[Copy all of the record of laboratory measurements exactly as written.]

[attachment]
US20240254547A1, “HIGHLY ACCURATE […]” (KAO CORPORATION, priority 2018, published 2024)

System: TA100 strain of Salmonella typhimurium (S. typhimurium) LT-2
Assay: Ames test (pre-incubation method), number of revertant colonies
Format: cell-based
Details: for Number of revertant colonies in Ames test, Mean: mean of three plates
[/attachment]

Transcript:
US20240254547A1, “HIGHLY ACCURATE […]” (KAO CORPORATION, priority 2018, published 2024)

System: TA100 strain of Salmonella typhimurium (S. typhimurium) LT-2
Assay: Ames test (pre-incubation method), number of revertant colonies
Format: cell-based
Details: for Number of revertant colonies in Ames test, Mean: mean of three plates